Non-Violence: the challenge and hope
Gandhi invited us to ‘be the change we wish to see in the world.’ This is one of those statements that is easy to understand, yet not so easy to do. So, how can we individually start addressing the challenge and the hope of non-violence?
One thing we can begin with is to choose to commit to creating a state of inner non-violence. This doesn’t mean to just silence the inner critic, it also means to uncover and experience our own deep inner state of peace, love and happiness. Here we experience a deep self-acceptance, understanding and love. Once we experience this original state of being, we are empowered to start re-aligning our attitudes and actions to our original values and qualities. This leads to increasing empathy and harmony in our relationships. In a world of non-violence everyone would naturally be cherished and supported.
The principles of non-violence call on us, as individuals, to choose to be self-aware, centred in compassion and to recognise our connection to one another. One simple practise that underpins these 3 aspects is that of becoming ‘an observer’ of both the self and the changing world around us. Try this: for a moment suspend all judgement about what is going on, ‘step out’ of the situation and just observe the whole from a place of acceptance. This practise allows our mind to become calm and still and us to return to a state of inner peace.
Every time we allow our mind to sit in peace we re-affirm our true nature of peace. The more we practise this the clearer it becomes. In this state of peace we find love. Where there is love, there is joy. Where there is joy, there is wisdom. Where there is wisdom, there is power. The power, that is, that supports and enhances the emergence of our inner truth of compassion and connection. In the practice of Raja Yoga we would term this a state of self-sovereignty or self-dignity.
When we are just fighting for survival, we lose sight of our choices and the peace that is deeply embedded within the human soul. We forget that peace is an inside out job, not outside in. We forget that we are innately peaceful and powerful. However, the memory of it remains and calls to us. It calls us to return too and re-emerge our inner qualities of peace, love joy and wisdom. They haven’t left us even if we feel they have. In re-emerging this experience and awareness of our original state of being we are able to become the change we wish to see in the world.
Non-Violence: a new commitment
In order to live and maintain the change on a day-to-day bases, it helps if we support ourselves with a daily practise. Dadi Janki, one of the administrative heads of the Brahma Kumaris, speaks about how we need to remind ourselves daily that peace is our original nature. She also shares how a connection with the Source of Peace gives us the additional strength and courage we need to maintain a non-violent attitude. When we connect with the One above, whether it is through prayer, meditation or silent contemplation, we are enriched by the experience, feel supported and cherished. This allows our heart to be in a state openness, connectivity and compassion. We are then able to create bridges and fulfil hopes.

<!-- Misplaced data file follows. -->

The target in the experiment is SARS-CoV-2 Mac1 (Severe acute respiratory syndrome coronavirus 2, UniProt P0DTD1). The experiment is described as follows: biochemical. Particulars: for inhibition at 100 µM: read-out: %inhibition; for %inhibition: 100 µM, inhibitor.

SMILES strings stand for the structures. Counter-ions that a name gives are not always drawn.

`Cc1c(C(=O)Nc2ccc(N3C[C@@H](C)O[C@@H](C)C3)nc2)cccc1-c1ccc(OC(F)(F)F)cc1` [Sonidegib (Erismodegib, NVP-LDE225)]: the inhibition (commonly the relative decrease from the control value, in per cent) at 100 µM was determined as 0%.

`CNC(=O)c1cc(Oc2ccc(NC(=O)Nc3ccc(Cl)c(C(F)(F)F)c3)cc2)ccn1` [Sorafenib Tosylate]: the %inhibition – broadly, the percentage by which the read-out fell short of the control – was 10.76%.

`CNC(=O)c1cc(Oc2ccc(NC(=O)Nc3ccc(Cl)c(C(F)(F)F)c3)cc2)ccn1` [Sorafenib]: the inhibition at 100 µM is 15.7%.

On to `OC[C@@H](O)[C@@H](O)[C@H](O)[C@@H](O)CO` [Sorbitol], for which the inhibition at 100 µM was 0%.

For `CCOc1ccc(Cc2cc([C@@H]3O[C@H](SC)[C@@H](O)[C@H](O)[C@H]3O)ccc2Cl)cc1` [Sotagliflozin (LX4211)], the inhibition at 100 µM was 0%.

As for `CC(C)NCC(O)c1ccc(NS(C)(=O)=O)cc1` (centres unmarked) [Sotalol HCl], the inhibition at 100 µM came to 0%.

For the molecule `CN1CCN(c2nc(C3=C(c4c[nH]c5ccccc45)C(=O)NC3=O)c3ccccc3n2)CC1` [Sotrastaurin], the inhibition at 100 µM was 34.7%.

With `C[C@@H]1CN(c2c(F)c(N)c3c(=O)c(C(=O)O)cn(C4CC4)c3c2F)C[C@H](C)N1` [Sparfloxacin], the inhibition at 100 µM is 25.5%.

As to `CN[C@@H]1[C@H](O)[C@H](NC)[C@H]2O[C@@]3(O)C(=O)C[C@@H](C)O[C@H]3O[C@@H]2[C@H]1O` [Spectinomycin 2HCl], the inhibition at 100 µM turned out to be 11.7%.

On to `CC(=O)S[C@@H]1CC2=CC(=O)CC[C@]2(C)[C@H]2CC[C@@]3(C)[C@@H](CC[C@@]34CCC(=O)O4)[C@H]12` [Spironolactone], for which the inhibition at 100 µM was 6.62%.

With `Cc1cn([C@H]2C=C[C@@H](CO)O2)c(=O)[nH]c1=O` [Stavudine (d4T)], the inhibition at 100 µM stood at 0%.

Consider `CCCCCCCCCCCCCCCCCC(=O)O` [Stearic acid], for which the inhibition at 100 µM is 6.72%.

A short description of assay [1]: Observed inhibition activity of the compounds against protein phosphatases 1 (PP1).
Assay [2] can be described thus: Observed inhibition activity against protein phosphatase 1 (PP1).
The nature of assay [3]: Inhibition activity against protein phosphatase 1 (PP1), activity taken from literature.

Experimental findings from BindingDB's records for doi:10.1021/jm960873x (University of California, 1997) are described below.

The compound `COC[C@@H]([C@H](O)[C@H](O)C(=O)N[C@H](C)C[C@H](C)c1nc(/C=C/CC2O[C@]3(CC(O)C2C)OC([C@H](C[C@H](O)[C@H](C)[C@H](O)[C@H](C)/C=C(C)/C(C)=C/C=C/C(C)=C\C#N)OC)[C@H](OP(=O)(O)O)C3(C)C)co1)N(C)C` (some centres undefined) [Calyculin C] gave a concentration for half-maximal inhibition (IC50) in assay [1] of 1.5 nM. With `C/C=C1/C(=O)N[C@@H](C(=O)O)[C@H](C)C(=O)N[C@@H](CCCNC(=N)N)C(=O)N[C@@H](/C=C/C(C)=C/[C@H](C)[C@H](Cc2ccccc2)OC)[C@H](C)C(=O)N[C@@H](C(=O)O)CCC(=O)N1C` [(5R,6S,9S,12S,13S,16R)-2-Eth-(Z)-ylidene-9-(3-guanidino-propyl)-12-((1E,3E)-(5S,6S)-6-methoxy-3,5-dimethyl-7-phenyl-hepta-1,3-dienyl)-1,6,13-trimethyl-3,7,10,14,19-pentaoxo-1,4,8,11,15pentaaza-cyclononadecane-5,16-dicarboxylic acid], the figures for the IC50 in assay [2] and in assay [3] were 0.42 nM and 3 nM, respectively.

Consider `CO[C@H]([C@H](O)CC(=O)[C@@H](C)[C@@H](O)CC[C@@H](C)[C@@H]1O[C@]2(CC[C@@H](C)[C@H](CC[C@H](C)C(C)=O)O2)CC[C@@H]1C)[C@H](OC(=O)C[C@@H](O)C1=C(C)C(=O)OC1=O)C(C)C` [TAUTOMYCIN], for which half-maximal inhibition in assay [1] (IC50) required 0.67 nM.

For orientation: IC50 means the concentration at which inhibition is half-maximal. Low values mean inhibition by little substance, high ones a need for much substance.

Dadi Janki, also shares how she has a daily practise of asking herself 3 questions in the morning: Who am I? Who do I belong to? What am I here to do? Who am I? I am a being of peace. Who do I belong to? I belong to the One, the Source of Peace. What am I here to do? To live in such a way that my life becomes an example and inspiration for peace and non-violence to others.
We too could ask ourselves these 3 same questions every morning. The best way is to ask yourself them in mediation and allow the feeling to emerge along with the words. To allow yourself to experience that you are a being of peace. The experience in particular helps us build the inner resilience we need to maintain our internal equilibrium in the face of our own and others emotional states of mind and in charged situations. It also keeps alive for us the greater purpose of our own lives.
Another aspect is that we need to become more aware of what we are feeding our hearts and minds throughout the day. There is a Native American story about a grandfather telling his grandson a story about 2 wolves battling inside him. One is ferocious and destructive, and the other gentle and powerful. When the anxious child asks, “Grandfather, which wolf will win?’ he replies, “Whichever one I feed.” Some things we can do to feed the gentle and powerful wolf are reading and listening to uplifting and positive things. Also, to spend time with people also committed to non-violence.
Brahma Baba, the founder of the Brahma Kumaris, taught that each and every thought we have has great value and impacts our lives. Today the world needs many to shine the light of inspiration and hope, and we each have a role to play as agents of change.